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Hospitalized patients were more likely to have impairments in attention, executive functioning, and category fluency compared to those in the outpatient group.
Cognitive dysfunction, commonly described as brain fog, has been a frequent complaint in people who have survived COVID-19 infection, but its association with severity of the disease is not currently well characterized.
Led by Jacqueline H. Becker, PhD, Division of General Internal Medicine, Icahn School of Medicine at Mount Sinai, investigators examined rates of cognitive impairment in patients who survived COVID-19 treated in outpatient, emergency department (ED), or inpatient hospital settings.
Becker and colleagues observed a high frequency of cognitive impairment several months after COVID-19, including impairments in executive functioning, processing speed, category fluency, memory encoding, and recall among those hospitalized.
An analysis of the cross-sectional study occurred from April 2020 - May 2021 from a cohort of patients with COVID-19, with follow-up in the Mount Sinai Health System registry.
For inclusion, participants were required to be aged ≥18 years, English or Spanish speakers, positive for SARS-CoV-2, and had no history of dementia. Demographic characteristics including age, race, and ethnicity were collected from self-reports.
In assessment of cognitive functioning, investigators used well-validated neuropsychological measures.
These consisted of Number Span forward (attention) and backward (working memory), Trail Making Test Part A and Part B (processing speed and executive functioning, respectively), phonemic and category fluency (language), and the Hopkins Verbal Learning Test–Revised (memory encoding, recall, and recognition).
Investigators used logistic regression to assess the association between cognitive impairment and COVID-19 care site, with adjustment for race and ethnicity, smoking, body mass index, comorbidities, and depression.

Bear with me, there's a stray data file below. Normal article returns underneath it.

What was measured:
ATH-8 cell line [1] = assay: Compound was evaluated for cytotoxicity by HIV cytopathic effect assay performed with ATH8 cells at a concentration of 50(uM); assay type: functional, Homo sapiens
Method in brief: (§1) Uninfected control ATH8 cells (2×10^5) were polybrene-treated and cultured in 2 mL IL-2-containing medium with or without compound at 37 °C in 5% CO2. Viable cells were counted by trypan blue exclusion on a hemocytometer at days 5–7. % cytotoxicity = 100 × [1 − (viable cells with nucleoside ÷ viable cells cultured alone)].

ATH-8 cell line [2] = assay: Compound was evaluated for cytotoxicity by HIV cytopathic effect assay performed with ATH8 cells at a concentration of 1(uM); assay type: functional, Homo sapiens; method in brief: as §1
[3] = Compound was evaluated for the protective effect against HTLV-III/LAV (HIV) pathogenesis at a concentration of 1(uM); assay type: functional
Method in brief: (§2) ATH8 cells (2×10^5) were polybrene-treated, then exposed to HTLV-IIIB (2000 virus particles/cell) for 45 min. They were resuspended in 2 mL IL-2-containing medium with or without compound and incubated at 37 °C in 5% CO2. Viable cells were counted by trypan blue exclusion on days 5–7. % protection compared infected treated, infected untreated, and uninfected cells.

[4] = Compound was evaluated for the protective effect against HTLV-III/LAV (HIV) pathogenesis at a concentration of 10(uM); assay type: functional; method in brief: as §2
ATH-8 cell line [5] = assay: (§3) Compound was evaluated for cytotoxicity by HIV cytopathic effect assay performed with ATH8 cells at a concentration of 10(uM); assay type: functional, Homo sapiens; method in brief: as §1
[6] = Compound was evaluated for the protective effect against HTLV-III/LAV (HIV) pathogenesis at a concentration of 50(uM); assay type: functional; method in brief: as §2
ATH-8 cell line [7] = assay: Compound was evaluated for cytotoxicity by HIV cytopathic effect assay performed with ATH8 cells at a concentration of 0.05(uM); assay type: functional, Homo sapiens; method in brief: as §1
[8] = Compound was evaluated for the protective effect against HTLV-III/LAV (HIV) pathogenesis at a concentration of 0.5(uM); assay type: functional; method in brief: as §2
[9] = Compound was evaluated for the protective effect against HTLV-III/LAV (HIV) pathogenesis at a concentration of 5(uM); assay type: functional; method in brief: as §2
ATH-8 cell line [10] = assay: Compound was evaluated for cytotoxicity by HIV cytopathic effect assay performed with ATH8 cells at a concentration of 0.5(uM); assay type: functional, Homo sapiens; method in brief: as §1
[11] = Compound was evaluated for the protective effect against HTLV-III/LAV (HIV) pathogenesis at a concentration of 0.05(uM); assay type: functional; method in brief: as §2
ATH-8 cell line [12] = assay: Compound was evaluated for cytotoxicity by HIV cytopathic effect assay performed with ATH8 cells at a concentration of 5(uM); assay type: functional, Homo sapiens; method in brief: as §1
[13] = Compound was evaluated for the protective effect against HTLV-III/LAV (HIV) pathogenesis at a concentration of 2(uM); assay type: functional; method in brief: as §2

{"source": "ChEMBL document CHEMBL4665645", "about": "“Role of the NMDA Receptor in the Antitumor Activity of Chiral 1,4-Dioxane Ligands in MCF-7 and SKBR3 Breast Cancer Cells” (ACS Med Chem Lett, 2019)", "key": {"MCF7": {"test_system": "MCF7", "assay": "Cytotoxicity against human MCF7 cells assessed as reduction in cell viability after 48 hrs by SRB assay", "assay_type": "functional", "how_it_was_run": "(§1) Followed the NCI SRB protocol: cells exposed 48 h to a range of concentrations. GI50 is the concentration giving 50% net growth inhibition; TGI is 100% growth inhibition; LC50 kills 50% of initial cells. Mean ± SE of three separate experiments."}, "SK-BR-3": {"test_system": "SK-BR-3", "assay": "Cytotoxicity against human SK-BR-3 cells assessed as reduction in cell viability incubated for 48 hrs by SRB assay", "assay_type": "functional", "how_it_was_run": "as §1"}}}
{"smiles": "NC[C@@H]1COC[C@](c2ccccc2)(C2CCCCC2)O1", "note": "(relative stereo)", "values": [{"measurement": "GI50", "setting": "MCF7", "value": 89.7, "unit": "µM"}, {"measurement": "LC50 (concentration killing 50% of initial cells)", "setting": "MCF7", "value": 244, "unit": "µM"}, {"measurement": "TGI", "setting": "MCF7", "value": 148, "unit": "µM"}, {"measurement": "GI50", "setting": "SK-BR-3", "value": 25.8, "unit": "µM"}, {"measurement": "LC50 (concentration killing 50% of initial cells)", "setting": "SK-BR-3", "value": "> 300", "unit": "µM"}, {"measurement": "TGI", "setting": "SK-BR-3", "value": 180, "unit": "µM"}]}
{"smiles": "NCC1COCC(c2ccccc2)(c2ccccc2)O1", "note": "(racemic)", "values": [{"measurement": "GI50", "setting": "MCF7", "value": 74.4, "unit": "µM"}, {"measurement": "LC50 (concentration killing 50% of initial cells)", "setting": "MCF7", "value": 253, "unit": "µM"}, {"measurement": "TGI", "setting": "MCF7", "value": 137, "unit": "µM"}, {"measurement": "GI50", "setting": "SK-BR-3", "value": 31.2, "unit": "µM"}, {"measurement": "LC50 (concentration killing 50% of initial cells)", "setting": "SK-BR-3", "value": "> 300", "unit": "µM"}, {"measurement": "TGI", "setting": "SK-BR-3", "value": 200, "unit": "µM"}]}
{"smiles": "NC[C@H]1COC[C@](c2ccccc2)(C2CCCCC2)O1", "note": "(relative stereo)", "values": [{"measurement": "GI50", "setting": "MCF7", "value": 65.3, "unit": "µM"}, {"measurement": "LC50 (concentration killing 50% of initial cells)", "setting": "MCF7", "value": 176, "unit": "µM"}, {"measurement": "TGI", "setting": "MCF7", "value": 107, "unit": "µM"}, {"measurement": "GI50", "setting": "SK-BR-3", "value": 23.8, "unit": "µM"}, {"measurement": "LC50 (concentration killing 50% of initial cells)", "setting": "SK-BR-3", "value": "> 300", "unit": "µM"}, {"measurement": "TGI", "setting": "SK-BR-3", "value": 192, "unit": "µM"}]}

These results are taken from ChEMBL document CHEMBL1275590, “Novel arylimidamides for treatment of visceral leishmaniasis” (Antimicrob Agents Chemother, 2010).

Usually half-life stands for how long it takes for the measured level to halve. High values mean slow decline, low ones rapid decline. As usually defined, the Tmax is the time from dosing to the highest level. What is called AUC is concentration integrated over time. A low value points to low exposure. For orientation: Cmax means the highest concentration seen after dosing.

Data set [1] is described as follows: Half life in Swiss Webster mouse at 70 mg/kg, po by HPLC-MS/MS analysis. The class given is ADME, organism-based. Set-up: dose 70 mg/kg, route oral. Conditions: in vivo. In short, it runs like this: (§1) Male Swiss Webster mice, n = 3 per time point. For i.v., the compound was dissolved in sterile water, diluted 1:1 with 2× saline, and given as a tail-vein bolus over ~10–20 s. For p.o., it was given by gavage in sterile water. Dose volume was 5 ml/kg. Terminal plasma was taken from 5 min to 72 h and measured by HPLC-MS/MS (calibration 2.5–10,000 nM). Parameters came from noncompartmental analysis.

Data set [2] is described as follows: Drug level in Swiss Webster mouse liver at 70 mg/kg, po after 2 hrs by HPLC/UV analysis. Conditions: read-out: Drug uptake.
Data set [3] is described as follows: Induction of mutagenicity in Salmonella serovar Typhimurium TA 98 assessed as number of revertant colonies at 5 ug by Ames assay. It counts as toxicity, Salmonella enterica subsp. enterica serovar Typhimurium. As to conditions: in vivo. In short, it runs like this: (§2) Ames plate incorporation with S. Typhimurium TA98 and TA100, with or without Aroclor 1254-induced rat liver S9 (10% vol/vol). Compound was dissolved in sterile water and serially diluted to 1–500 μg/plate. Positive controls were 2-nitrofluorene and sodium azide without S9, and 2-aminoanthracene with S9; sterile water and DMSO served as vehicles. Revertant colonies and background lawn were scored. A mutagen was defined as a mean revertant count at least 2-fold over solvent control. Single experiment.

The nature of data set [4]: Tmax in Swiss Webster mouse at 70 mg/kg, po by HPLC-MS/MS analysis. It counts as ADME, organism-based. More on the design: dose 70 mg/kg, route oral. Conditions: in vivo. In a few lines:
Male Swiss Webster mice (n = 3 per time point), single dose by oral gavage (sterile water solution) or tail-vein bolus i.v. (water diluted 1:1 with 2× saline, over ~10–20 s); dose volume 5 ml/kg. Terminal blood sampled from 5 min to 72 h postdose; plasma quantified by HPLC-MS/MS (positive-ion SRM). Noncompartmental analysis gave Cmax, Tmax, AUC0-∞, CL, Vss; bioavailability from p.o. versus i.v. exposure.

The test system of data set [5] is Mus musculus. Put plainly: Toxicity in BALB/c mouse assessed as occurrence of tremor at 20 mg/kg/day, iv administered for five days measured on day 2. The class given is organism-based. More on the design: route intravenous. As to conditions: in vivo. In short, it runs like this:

Data show participants (n = 740) had a mean age of 49 years, with 63% (n = 464) women and a mean time from COVID-19 diagnosis of 7.6 months.
Other demographics including race had patients self-identify as Black (15%), Hispanic (20%), or White (54%), while Other race and ethnicity made up 11% of patients.
Prominent deficits were seen in processing speed (18%, n = 133), executive functioning (16%, n = 118), phonemic fluency (15%, n = 111) and category fluency (20%, n = 148), memory encoding (24%, n = 178), and memory recall (23%, n = 170).
After adjusted analyses, hospitalized patients were shown to be more likely to have impairments in attention (odds ratio, OR, 2.8; 95% CI, 1.3 - 5.9), executive functioning (OR, 1.8; 95% CI, 1.0 - 3.4), and category fluency (OR, 3.0; 95% CI, 1.7 - 5.2) compared to those in the outpatient group.
Additionally, data show hospitalized patients were more likely to have impairments in memory encoding (OR: 2.3; 95% CI, 1.3 - 4.1) and memory recall (OR, 2.2; 95% CI, 1.3 - 3.8), in comparison to the outpatient group.
Those treated in the emergency department had a higher likelihood of impaired category fluency (OR, 1.8; 95% CI, 1.1 - 3.1) and memory encoding (OR: 1.7, 95% CI, 1.0 - 3.0), in comparison to those treated in the outpatient setting.
Investigators pointed out the association of COVID-19 with executive functioning has elevated questions on long term treatment in these patient groups.
“Future studies are needed to identify the risk factors and mechanisms underlying cognitive dysfunction as well as options for rehabilitation,” investigators wrote.
The study, “Assessment of Cognitive Function in Patients After COVID-19 Infection,” was published in JAMA Network Open.